Director Reema Kagti and screenwriter Rajesh Devraj took some liberties with Gold, their fictionalized account of India’s 1948 Olympic field hockey victory, changing the names of players and minor details while keeping the core of the story intact. Yet the story’s predetermined ending seems to have stumped the filmmakers, as almost every attempt to create tension in Gold feels forced and inorganic.
The events of Gold are told from the perspective of Tapan Das (Akshay Kumar), an assistant manager on the British Indian field hockey team that won gold at the 1936 Olympics in Berlin. As the world’s most formidable hockey team for many years running, frustration builds among the team at being forced to share their glory with their British oppressors. But with the independence movement growing in strength, Tapan and the team’s captain, Shankar (Kunal Kapoor), hope to one day win the gold for India alone.
World War II cancels the Olympics in 1940 and again in 1944. This is addressed in a song montage that shows Tapan spiraling into despair and alcoholism, but it warranted further exploration. What was it like for those athletes who spent their prime competitive years on the sidelines, particularly those in countries far removed from the theater of war? We learn from Tapan that Shankar became a coach and that another player, Imtiaz Ali Shah (Vineet Kumar Singh), became a freedom fighter, but not how they felt about being unable to compete.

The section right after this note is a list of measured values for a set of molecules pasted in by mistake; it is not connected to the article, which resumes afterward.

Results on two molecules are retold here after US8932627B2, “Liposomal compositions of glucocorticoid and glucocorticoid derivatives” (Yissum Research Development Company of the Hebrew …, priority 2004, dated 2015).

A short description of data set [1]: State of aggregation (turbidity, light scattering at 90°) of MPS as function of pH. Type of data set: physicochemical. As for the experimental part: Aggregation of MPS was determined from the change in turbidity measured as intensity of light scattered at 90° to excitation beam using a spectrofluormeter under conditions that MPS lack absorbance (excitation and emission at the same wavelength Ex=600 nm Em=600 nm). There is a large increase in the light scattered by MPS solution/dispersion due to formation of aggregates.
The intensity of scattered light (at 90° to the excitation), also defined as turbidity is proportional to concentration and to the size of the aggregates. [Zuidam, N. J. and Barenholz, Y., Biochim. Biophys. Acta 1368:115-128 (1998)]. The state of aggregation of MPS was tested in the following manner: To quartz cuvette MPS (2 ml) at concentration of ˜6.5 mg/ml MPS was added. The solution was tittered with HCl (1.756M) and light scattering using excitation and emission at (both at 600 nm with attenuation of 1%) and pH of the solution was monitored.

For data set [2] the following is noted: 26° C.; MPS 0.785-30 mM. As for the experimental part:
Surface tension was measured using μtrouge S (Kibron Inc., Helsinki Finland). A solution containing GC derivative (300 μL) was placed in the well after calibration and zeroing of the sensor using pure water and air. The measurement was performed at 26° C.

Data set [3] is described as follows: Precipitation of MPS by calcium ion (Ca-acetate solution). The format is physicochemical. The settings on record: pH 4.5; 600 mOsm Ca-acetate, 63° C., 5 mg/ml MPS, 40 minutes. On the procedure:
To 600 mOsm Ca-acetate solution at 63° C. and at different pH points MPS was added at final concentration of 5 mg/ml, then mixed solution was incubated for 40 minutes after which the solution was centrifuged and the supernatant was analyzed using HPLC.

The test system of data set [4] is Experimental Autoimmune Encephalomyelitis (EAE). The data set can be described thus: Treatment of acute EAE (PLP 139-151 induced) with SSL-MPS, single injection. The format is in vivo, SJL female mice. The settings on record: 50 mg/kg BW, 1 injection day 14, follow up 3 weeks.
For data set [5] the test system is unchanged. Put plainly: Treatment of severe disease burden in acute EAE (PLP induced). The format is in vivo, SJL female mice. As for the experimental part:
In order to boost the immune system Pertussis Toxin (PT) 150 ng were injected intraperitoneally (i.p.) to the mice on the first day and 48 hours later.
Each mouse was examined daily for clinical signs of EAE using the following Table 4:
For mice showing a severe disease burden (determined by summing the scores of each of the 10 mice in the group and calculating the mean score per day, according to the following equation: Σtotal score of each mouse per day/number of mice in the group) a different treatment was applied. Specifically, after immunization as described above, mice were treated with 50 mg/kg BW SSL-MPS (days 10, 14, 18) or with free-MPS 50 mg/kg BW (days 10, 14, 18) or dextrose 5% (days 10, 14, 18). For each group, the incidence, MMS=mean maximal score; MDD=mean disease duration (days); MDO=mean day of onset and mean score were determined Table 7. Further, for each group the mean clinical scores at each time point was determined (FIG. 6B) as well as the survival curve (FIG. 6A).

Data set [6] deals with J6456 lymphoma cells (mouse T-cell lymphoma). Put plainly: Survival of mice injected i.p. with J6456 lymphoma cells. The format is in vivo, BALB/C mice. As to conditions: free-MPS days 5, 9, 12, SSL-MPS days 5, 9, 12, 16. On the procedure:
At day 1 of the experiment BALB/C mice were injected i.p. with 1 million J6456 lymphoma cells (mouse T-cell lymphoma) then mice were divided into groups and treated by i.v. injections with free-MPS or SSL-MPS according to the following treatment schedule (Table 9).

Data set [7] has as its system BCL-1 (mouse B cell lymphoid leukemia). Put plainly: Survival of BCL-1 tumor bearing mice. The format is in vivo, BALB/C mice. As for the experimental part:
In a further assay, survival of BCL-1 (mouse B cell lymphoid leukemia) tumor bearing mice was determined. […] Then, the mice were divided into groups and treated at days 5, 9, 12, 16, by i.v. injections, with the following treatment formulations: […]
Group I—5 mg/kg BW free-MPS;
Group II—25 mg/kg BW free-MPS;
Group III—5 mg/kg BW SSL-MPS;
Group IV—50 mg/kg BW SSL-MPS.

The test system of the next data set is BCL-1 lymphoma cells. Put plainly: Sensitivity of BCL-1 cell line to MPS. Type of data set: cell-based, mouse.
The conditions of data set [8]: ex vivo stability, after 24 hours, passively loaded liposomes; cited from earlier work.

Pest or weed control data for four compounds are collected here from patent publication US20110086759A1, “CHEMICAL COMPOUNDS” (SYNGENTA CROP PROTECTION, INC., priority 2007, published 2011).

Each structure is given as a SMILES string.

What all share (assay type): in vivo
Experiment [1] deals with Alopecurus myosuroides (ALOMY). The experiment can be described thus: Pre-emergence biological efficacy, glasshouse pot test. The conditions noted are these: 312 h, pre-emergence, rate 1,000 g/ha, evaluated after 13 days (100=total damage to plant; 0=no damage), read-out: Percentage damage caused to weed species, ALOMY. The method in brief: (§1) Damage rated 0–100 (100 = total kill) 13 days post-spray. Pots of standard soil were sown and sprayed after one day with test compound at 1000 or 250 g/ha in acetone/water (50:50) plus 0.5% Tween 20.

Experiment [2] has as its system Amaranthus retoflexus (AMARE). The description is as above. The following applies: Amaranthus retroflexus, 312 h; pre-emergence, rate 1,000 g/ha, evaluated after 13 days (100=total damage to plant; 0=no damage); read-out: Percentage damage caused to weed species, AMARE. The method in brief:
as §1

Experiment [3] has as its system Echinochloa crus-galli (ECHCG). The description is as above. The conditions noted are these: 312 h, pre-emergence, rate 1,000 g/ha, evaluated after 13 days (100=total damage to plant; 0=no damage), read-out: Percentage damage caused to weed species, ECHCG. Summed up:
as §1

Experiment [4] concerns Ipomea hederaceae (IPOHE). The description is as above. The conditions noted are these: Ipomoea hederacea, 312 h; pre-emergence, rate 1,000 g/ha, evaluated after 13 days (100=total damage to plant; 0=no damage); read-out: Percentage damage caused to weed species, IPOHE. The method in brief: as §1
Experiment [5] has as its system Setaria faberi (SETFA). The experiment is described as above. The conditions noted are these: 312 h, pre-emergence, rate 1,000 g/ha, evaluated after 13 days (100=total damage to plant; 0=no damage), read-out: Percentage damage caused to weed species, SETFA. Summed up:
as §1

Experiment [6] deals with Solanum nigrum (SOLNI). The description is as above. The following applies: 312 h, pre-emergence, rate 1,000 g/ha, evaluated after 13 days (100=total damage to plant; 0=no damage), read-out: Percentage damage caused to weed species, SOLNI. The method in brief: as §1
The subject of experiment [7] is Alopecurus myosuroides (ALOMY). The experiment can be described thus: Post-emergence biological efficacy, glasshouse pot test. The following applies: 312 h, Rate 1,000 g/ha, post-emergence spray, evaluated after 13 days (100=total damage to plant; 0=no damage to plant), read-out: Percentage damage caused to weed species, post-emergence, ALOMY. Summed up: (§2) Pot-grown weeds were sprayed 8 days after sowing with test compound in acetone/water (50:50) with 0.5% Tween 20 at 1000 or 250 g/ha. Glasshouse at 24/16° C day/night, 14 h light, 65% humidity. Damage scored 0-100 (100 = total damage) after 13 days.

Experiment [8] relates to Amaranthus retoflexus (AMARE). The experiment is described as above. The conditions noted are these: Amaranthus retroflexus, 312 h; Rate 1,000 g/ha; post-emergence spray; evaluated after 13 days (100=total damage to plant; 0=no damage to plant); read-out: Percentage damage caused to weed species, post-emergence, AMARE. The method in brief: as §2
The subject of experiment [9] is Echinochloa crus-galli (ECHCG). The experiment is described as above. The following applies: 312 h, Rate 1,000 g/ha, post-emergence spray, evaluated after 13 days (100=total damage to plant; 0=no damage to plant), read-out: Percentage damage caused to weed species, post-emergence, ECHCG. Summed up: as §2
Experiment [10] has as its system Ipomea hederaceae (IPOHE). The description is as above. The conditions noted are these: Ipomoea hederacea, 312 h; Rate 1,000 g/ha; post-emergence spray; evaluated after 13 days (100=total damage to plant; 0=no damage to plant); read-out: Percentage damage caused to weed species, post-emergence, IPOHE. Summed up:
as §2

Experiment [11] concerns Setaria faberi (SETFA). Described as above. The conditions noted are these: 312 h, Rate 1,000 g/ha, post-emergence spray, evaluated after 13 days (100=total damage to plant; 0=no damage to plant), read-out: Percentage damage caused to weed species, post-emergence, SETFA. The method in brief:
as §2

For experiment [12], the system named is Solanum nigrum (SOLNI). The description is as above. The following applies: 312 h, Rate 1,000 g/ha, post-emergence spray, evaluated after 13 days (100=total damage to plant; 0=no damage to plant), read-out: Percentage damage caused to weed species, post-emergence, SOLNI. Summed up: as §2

Gold’s greatest fault is that it is too focused on Akshay Kumar’s character. His emotional journey is the only one shown in any real depth, and events are shown exclusively from his perspective. It’s a stark contrast to 2007’s Chak De! India — another patriotic field hockey movie — which managed to establish about a dozen other memorable characters, in addition to a manager played by a superstar actor (in that case, Shah Rukh Khan).
When the war ends and a new Olympic games is announced for 1948 in England, Tapan rushes to assemble a team. With independence from Britain right around the corner, it’s the perfect opportunity to beat the Brits on their home soil. The sports commissioner Mr. Wadia gives his consent, with the provision that Tapan share managerial duties with Mr. Mehta (Atul Kale).
With the former superstar Shankar comfortably retired, Tapan enlists Imtiaz to serve as captain, bringing veteran leadership to a squad of young players with no international experience. Two hopeful new stars include a Punjabi policeman named Himmat (Sunny Kaushal) and Raghubhir Pratap Singh (Amit Sadh), a prince from a noble family.